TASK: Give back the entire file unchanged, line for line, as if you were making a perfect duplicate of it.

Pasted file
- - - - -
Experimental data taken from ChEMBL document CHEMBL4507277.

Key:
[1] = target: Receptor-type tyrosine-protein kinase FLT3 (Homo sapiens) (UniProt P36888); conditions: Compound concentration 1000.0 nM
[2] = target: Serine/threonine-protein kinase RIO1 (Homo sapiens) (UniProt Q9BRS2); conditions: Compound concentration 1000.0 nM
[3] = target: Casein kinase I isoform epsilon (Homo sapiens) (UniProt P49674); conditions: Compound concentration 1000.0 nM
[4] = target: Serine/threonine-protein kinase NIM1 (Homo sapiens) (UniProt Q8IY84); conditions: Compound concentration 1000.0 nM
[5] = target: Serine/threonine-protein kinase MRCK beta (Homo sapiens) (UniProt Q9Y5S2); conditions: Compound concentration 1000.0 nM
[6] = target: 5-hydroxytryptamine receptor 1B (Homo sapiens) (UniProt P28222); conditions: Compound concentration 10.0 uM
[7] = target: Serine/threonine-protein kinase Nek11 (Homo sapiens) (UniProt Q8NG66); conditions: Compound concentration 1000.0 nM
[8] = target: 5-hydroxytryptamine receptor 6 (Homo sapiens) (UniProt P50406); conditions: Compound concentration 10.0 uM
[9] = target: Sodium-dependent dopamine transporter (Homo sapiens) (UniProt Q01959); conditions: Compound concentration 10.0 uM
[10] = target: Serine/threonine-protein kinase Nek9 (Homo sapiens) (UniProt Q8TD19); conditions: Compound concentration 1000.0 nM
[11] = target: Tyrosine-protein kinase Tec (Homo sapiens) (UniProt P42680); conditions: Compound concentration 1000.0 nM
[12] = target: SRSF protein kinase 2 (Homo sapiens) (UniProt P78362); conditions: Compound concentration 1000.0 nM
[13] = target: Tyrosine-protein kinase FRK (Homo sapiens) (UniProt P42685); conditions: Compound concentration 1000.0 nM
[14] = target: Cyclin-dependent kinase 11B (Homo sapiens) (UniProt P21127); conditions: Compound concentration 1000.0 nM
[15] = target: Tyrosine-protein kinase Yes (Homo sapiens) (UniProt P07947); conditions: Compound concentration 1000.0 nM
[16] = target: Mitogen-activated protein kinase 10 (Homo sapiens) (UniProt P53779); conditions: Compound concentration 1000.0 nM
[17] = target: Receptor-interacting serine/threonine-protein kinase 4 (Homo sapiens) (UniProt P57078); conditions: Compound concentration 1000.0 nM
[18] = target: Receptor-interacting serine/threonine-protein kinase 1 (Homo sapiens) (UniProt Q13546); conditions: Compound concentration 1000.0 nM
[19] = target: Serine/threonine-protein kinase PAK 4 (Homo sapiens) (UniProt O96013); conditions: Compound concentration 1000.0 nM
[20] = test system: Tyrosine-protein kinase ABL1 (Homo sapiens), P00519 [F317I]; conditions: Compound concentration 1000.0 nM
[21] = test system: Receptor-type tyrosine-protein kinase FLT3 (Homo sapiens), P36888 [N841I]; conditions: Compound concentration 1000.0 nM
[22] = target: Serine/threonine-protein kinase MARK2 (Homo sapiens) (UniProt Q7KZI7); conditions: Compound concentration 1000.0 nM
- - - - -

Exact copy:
Experimental data taken from ChEMBL document CHEMBL4507277.

Key:
[1] = target: Receptor-type tyrosine-protein kinase FLT3 (Homo sapiens) (UniProt P36888); conditions: Compound concentration 1000.0 nM
[2] = target: Serine/threonine-protein kinase RIO1 (Homo sapiens) (UniProt Q9BRS2); conditions: Compound concentration 1000.0 nM
[3] = target: Casein kinase I isoform epsilon (Homo sapiens) (UniProt P49674); conditions: Compound concentration 1000.0 nM
[4] = target: Serine/threonine-protein kinase NIM1 (Homo sapiens) (UniProt Q8IY84); conditions: Compound concentration 1000.0 nM
[5] = target: Serine/threonine-protein kinase MRCK beta (Homo sapiens) (UniProt Q9Y5S2); conditions: Compound concentration 1000.0 nM
[6] = target: 5-hydroxytryptamine receptor 1B (Homo sapiens) (UniProt P28222); conditions: Compound concentration 10.0 uM
[7] = target: Serine/threonine-protein kinase Nek11 (Homo sapiens) (UniProt Q8NG66); conditions: Compound concentration 1000.0 nM
[8] = target: 5-hydroxytryptamine receptor 6 (Homo sapiens) (UniProt P50406); conditions: Compound concentration 10.0 uM
[9] = target: Sodium-dependent dopamine transporter (Homo sapiens) (UniProt Q01959); conditions: Compound concentration 10.0 uM
[10] = target: Serine/threonine-protein kinase Nek9 (Homo sapiens) (UniProt Q8TD19); conditions: Compound concentration 1000.0 nM
[11] = target: Tyrosine-protein kinase Tec (Homo sapiens) (UniProt P42680); conditions: Compound concentration 1000.0 nM
[12] = target: SRSF protein kinase 2 (Homo sapiens) (UniProt P78362); conditions: Compound concentration 1000.0 nM
[13] = target: Tyrosine-protein kinase FRK (Homo sapiens) (UniProt P42685); conditions: Compound concentration 1000.0 nM
[14] = target: Cyclin-dependent kinase 11B (Homo sapiens) (UniProt P21127); conditions: Compound concentration 1000.0 nM
[15] = target: Tyrosine-protein kinase Yes (Homo sapiens) (UniProt P07947); conditions: Compound concentration 1000.0 nM
[16] = target: Mitogen-activated protein kinase 10 (Homo sapiens) (UniProt P53779); conditions: Compound concentration 1000.0 nM
[17] = target: Receptor-interacting serine/threonine-protein kinase 4 (Homo sapiens) (UniProt P57078); conditions: Compound concentration 1000.0 nM
[18] = target: Receptor-interacting serine/threonine-protein kinase 1 (Homo sapiens) (UniProt Q13546); conditions: Compound concentration 1000.0 nM
[19] = target: Serine/threonine-protein kinase PAK 4 (Homo sapiens) (UniProt O96013); conditions: Compound concentration 1000.0 nM
[20] = test system: Tyrosine-protein kinase ABL1 (Homo sapiens), P00519 [F317I]; conditions: Compound concentration 1000.0 nM
[21] = test system: Receptor-type tyrosine-protein kinase FLT3 (Homo sapiens), P36888 [N841I]; conditions: Compound concentration 1000.0 nM
[22] = target: Serine/threonine-protein kinase MARK2 (Homo sapiens) (UniProt Q7KZI7); conditions: Compound concentration 1000.0 nM